To start, you sign up for each session independently: There is no commitment to join the club or to enroll for a 10-week session. It doesn’t cost anything.
“The first goal is to get you to run,” Bennett says. “If you show up and do the whole thing, it’s a training program. If you show up because you only run three days a week, that’s your training program. If you just want to do the speed run simply as a fun thing, that’s fine.”
When you show up, you are greeted and welcomed by the staff, which consists of one or two coaches and about a dozen pacers—all wearing fluorescent yellow Nike shirts. Bennett is the global coach, and shares his philosophy and vision at coaching summits and through frequent communication, yet the coaches in the now 43 clubs around the world (including Boston, Chicago, Los Angeles, San Francisco, Seattle, New York City and Washington, D.C., in the U.S.) bring their own passion and style to each city. “It’s the same workout,” says Blue Benadum, coach of the Los Angeles Nike+ Run Club. “But all the coaches see it differently. And we’re encouraged to do that, to bring yourself into it.”
Yet all agree that it is the pacers, most of whom are employees at a Niketown store, who are the core of the program. Far more than just clicking off x-minute miles, the pacers set the tone, talk to individual runners about their goals, fears and pains, and encourage them or rein them in during the workouts. They are the enthusiastic glue that shapes the clubs and holds them together.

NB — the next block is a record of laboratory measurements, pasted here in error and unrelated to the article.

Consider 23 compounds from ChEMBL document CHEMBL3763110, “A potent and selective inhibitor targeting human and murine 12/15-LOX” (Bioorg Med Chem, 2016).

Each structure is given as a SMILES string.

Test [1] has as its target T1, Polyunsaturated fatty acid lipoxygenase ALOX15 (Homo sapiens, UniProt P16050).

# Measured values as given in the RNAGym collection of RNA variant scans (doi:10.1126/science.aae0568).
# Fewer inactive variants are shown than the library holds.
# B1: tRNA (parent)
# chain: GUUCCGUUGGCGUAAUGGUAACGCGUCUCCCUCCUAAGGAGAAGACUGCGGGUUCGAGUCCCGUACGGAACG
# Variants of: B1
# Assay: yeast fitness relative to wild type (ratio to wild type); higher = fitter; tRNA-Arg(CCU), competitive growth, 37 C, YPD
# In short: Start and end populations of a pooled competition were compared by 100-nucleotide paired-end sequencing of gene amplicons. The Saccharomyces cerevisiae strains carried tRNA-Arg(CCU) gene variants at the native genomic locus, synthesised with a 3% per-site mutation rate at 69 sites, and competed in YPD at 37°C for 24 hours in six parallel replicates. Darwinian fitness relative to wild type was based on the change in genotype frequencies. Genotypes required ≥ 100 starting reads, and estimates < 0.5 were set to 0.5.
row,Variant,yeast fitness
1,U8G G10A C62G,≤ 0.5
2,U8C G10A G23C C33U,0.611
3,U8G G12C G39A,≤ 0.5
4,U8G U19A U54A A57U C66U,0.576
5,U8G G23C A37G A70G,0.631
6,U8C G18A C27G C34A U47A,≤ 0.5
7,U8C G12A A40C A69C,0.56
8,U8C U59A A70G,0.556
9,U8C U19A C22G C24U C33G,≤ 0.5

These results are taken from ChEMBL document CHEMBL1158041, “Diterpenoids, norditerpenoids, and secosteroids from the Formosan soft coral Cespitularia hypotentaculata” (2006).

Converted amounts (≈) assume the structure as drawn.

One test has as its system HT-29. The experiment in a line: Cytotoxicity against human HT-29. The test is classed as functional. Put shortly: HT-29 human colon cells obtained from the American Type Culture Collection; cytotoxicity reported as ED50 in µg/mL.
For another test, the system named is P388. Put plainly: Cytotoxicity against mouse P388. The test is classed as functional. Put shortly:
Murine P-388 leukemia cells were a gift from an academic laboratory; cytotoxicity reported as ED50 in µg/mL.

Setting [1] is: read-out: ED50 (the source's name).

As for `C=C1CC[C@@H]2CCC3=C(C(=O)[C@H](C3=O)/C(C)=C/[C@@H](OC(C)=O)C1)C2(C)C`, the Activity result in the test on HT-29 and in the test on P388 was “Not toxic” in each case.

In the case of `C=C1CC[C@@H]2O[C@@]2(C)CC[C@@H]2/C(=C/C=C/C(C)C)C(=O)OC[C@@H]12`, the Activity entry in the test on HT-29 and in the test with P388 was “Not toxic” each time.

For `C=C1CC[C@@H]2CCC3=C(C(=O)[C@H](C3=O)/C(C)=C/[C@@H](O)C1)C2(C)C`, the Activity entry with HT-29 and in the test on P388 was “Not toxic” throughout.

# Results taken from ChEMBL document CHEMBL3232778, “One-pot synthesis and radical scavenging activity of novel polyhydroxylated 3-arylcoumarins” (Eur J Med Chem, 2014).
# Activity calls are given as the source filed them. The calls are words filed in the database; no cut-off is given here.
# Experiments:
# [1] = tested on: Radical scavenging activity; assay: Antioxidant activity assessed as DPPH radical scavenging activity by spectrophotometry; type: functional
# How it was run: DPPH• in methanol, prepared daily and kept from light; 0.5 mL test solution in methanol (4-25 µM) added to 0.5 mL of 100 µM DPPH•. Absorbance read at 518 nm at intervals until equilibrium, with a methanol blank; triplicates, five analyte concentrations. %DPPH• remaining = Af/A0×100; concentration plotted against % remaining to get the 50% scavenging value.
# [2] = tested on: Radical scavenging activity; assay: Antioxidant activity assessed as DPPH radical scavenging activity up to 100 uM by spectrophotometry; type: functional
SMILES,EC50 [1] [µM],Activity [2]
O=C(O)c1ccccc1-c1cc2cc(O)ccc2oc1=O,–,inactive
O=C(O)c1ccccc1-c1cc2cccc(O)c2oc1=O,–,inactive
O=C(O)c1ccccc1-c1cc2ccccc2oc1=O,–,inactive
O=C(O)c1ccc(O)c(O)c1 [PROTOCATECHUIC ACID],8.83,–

After you sign in for a workout, one of the pacers will talk with you about your running experience and speed. Soon you are fitted with a colored wristband that identifies you with a group.
Who you are that day is self-reported, and your self-assessment is accepted. “It’s based on trust,” Bennett says. “If you tell me you suck, I have no other recourse than to believe you. OK, you suck. I want you to suck less. If you come up and tell me you’re awesome, that’s fine. I just want you to be more awesome by the end of the workout. Get a little bit better today, and I want you to get better tomorrow.”
Regardless of your group, everyone does the same workout.